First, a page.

Until a decision has been made in regard to town planning, how shall we know whether we shall be able to build on cleared sites?

Scrap Metal

Churchyards And Cemeteries


asked the Parliamentary Secretary to the Ministry of Works whether salvage committees acting under his Defence Regulation B 50 have been authorised to take away not only the iron railings round a burial ground but also the iron chains and bronzes on the gravestones themselves without asking the sanction of the relatives of those buried there or giving any notice to the caretaker of the graveyard, as was done recently at a place of which he has been informed; and whether he will issue immediate instructions to his salvage committees in England and Scot- land to stop further actions of this kind in consecrated burial grounds?

The removal from churchyards and cemeteries of iron railings and other metal fixtures, unless of artistic merit or historic interest, has, with the concurrence of the Church Authorities, been authorised under Defence Regulation 50B. In such cases a notice is served on the incumbent or caretaker as the case may be and is posted on the site. Where relatives desire to appeal against the proposed action their wishes are respected. Notice was given in this manner in the case referred to in the Question. It is not possible to take any further steps to ensure that the relatives, if any, are aware of the proposed removal. Instructions have recently been issued making it clear that chains forming part of the monument or memorial itself are not to be removed.

In view of this undertaking that memorials on graves are not to be touched, may I ask why the fixtures are not mentioned in the notices and why in this and other cases the metal has been taken from the graves?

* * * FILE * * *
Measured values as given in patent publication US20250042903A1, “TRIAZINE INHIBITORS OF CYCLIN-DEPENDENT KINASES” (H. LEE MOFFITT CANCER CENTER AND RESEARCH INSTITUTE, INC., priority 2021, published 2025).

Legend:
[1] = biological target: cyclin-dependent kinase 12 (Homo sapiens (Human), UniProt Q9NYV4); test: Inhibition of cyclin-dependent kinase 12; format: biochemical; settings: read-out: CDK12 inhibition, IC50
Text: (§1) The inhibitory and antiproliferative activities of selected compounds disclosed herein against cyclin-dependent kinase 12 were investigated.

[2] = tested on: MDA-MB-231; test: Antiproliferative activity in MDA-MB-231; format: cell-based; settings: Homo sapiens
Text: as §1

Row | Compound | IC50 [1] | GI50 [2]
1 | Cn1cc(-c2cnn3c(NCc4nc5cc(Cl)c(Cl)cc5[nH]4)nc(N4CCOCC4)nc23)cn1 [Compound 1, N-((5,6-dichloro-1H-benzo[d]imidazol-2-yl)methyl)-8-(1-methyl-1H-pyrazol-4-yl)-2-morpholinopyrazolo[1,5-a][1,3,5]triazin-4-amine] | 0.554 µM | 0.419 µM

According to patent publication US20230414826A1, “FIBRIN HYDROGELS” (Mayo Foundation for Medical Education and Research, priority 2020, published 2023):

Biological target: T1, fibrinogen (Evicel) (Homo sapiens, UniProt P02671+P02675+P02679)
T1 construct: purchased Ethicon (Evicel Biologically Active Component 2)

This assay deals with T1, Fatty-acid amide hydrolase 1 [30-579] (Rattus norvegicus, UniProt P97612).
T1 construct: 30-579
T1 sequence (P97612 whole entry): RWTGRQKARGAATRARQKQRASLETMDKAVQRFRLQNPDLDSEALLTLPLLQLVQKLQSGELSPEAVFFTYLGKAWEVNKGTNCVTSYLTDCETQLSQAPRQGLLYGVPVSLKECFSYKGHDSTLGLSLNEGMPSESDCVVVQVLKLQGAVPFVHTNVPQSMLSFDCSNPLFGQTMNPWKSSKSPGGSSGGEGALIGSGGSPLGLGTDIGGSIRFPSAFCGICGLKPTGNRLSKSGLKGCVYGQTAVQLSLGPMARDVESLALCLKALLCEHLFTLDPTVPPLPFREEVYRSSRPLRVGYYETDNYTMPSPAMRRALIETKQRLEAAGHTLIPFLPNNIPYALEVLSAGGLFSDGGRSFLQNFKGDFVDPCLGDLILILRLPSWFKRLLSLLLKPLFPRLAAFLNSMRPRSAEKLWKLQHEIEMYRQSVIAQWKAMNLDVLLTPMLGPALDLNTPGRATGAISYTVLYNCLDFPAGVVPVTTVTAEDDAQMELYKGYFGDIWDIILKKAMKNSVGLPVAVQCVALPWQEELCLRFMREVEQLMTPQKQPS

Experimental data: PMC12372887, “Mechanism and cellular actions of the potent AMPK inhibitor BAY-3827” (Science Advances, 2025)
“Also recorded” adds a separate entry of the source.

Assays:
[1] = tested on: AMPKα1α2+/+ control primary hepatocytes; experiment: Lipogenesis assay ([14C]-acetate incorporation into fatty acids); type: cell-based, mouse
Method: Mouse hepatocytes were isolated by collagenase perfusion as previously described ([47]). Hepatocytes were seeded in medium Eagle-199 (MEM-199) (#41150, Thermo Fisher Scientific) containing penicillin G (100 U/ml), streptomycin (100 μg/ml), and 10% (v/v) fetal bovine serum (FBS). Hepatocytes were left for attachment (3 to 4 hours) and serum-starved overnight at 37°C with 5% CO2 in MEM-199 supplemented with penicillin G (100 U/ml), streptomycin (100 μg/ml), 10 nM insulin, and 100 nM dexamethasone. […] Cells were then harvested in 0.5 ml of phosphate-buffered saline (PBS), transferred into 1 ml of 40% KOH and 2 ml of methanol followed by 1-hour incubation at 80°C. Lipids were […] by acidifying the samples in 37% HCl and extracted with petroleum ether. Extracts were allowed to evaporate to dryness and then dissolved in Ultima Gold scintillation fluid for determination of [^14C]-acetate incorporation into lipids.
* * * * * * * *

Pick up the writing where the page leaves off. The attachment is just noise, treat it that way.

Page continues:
If chains on graves are not to be taken, will the Minister see that the small railings on the graves are not taken away, because the position is exactly the same as in the case of chains?

I said in my answer that where relatives desire to appeal against the proposed action, their wishes are respected

Gates, Royal Parks


asked the Parliamentary Secretary to the Ministry of Works whether gates, such as those to Hyde Park, rendered unnecessary by the removal of railings, can also now be taken for scrap provided they have no special artistic merits?

All gates to the Royal Parks which fall outside the excepted classes—including those necessary to exclude vehicular traffic at night and on special occasions—have already been taken for scrap.

Is not the retention of the gates without the railings rather like keeping a lock without a door?

I am sure my hon. and gallant Friend will appreciate, in the case of Hyde Park, that if the gates at Hyde Park Corner or Marble Arch were taken down it would be easy for vehicles to pass through the park during the night, and for that reason they are retained.

London Park Seats {Service Personnel)


asked the Parliamentary Secretary to the Ministry of Works whether he will give instructions that Service personnel in uniform shall not be charged for seats or chairs in the London parks?

The question of allowing Service personnel in uniform to use, free of charge, the chairs owned and provided in the Royal Parks by a contractor has already received careful consideration, but while I fully sympathise with the feelings which have prompted the hon. and gallant Member's suggestion, I regret that it has not been found possible to make any concession. Over 8,000 free seats on benches are already available in the Royal Parks, of which approximately 6,000 are in the Central London parks.